Did you have the alternator tested. Most supply houses will check alt and reg for you before you purchase. Assuming the alternator is OK, have reg checked, as well as check the wire harness from the alt.
[color:blue]68 GT500</font color=blue>
[color:green]68 1/2 CJ Coupe</font color=green>
First, check the voltage at the battery posts while the engine is running. If there is 13 volts or more, the alternator is working and the problem is with the wiring (stator to regulator) or regulator.
If not, possibilities are a bad regulator, alternator, or wiring. You can either have the alternator and regulator bench checked or you can trouble shoot with a multimeter.
To check the alternator:
Disconnect the 4-prong connector at the regulator. Check to ensure there is 12 volts at the "A" terminal on the connector. Put a small jumper between the "A" location and the "F" location at the connector. Start up and put your voltage meter on the battery terminals. Should have around 15 volts or more. Only do this momentarily since extended running will boil out battery. What this does is send full voltage to the rotating field and generates maximum voltage. If voltage at the battery remains at 12 volts or less, the alternator is not working or there is a break in the 4-prong connector-to-alternator field post wire. If the alternator is working, move on to the regulator.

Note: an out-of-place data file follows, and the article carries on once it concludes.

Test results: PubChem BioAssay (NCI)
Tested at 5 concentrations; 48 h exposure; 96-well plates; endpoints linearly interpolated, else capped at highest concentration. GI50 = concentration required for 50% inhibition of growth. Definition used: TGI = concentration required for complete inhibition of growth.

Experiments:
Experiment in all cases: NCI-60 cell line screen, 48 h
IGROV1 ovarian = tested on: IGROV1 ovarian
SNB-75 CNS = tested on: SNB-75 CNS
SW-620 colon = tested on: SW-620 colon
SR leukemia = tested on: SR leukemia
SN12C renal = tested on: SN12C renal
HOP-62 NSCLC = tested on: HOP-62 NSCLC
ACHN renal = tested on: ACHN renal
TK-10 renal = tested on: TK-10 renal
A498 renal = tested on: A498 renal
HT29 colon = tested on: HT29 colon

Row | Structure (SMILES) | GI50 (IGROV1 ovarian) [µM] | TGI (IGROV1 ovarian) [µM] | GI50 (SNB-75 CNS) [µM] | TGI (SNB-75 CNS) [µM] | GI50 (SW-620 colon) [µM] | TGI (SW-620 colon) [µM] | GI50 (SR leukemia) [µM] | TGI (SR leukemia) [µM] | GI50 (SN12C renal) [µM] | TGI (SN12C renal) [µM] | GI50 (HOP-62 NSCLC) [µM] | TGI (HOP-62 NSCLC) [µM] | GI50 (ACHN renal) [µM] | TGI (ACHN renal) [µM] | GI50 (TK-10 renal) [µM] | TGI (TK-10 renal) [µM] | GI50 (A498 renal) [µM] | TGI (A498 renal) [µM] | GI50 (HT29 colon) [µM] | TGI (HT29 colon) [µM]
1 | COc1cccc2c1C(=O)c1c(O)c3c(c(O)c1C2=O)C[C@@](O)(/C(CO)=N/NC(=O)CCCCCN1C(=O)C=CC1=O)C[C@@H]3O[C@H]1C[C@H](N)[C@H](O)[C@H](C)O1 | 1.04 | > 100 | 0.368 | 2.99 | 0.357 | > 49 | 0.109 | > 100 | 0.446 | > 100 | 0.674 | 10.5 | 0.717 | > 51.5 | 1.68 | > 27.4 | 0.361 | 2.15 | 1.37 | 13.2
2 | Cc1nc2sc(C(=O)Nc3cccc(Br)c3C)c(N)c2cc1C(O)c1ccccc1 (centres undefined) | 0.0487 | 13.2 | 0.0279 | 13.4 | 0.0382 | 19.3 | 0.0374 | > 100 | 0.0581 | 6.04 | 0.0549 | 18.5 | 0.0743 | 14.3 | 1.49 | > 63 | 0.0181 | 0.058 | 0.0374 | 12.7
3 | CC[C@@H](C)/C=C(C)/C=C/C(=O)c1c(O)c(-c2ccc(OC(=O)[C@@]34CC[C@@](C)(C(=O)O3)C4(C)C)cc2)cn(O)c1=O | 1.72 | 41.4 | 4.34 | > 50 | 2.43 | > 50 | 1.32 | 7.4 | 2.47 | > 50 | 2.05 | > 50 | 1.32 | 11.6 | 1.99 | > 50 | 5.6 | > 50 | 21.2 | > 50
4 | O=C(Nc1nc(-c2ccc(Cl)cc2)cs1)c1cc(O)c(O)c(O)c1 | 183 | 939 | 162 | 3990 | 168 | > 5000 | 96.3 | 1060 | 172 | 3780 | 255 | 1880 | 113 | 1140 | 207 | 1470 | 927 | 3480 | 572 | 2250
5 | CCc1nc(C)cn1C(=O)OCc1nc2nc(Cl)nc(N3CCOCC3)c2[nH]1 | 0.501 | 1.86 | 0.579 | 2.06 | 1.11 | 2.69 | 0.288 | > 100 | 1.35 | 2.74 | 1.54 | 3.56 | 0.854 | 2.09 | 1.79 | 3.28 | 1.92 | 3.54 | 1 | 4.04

To test the regulator:
With the ignition key on (engine off) there should be voltage at the alternator "FLD" post. Since your warning light is on, this circuit is probably OK. With the engine off, check the continuity of the wire that goes from the alternator "STA" terminal to the "S" terminal on the 4-prong connector. If this checks OK and all connections are clean, the problem is most likely the regulator. When the alternator comes up to speed, current from the "STA" terminal pulls open a relay in the regulator which puts out the dash light. If the relay is faulty the light might stay on even though the alternator may be working.
If you are sure the alternator is OK, next likely suspect is the regulator. Might just change it out and install a solid circuit unit.